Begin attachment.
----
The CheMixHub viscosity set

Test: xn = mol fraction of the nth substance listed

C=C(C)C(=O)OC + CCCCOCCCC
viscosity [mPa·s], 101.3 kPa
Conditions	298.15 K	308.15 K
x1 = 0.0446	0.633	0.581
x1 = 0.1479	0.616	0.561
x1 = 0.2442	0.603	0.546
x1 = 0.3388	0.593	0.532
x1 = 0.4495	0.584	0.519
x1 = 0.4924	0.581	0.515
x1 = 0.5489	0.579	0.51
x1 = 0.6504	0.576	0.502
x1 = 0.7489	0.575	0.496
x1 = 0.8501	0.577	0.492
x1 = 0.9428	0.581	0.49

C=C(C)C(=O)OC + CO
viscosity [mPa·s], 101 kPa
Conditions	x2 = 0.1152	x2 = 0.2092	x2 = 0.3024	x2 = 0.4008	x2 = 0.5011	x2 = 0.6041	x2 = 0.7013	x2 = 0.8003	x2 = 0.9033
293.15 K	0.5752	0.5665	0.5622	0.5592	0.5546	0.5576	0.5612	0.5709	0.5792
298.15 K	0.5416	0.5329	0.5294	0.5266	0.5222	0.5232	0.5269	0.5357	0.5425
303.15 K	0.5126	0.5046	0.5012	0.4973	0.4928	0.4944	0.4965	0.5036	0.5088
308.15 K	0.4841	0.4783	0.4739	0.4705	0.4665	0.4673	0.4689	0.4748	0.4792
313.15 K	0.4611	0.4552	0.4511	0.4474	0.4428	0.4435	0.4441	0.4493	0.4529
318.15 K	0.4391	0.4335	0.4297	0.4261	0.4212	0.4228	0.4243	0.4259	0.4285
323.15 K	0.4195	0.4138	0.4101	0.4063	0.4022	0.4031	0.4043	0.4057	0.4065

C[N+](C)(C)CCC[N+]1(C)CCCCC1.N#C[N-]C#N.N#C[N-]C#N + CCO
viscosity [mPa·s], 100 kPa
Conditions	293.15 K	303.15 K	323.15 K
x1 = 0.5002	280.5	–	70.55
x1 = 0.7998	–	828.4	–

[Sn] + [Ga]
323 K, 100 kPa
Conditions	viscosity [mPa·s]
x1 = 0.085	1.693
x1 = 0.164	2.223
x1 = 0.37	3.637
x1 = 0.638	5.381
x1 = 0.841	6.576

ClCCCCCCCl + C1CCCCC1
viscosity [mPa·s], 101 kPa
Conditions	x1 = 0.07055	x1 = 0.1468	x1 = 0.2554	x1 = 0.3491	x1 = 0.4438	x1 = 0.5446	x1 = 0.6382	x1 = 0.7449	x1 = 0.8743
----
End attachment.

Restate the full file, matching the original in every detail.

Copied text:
The CheMixHub viscosity set

Test: xn = mol fraction of the nth substance listed

C=C(C)C(=O)OC + CCCCOCCCC
viscosity [mPa·s], 101.3 kPa
Conditions	298.15 K	308.15 K
x1 = 0.0446	0.633	0.581
x1 = 0.1479	0.616	0.561
x1 = 0.2442	0.603	0.546
x1 = 0.3388	0.593	0.532
x1 = 0.4495	0.584	0.519
x1 = 0.4924	0.581	0.515
x1 = 0.5489	0.579	0.51
x1 = 0.6504	0.576	0.502
x1 = 0.7489	0.575	0.496
x1 = 0.8501	0.577	0.492
x1 = 0.9428	0.581	0.49

C=C(C)C(=O)OC + CO
viscosity [mPa·s], 101 kPa
Conditions	x2 = 0.1152	x2 = 0.2092	x2 = 0.3024	x2 = 0.4008	x2 = 0.5011	x2 = 0.6041	x2 = 0.7013	x2 = 0.8003	x2 = 0.9033
293.15 K	0.5752	0.5665	0.5622	0.5592	0.5546	0.5576	0.5612	0.5709	0.5792
298.15 K	0.5416	0.5329	0.5294	0.5266	0.5222	0.5232	0.5269	0.5357	0.5425
303.15 K	0.5126	0.5046	0.5012	0.4973	0.4928	0.4944	0.4965	0.5036	0.5088
308.15 K	0.4841	0.4783	0.4739	0.4705	0.4665	0.4673	0.4689	0.4748	0.4792
313.15 K	0.4611	0.4552	0.4511	0.4474	0.4428	0.4435	0.4441	0.4493	0.4529
318.15 K	0.4391	0.4335	0.4297	0.4261	0.4212	0.4228	0.4243	0.4259	0.4285
323.15 K	0.4195	0.4138	0.4101	0.4063	0.4022	0.4031	0.4043	0.4057	0.4065

C[N+](C)(C)CCC[N+]1(C)CCCCC1.N#C[N-]C#N.N#C[N-]C#N + CCO
viscosity [mPa·s], 100 kPa
Conditions	293.15 K	303.15 K	323.15 K
x1 = 0.5002	280.5	–	70.55
x1 = 0.7998	–	828.4	–

[Sn] + [Ga]
323 K, 100 kPa
Conditions	viscosity [mPa·s]
x1 = 0.085	1.693
x1 = 0.164	2.223
x1 = 0.37	3.637
x1 = 0.638	5.381
x1 = 0.841	6.576

ClCCCCCCCl + C1CCCCC1
viscosity [mPa·s], 101 kPa
Conditions	x1 = 0.07055	x1 = 0.1468	x1 = 0.2554	x1 = 0.3491	x1 = 0.4438	x1 = 0.5446	x1 = 0.6382	x1 = 0.7449	x1 = 0.8743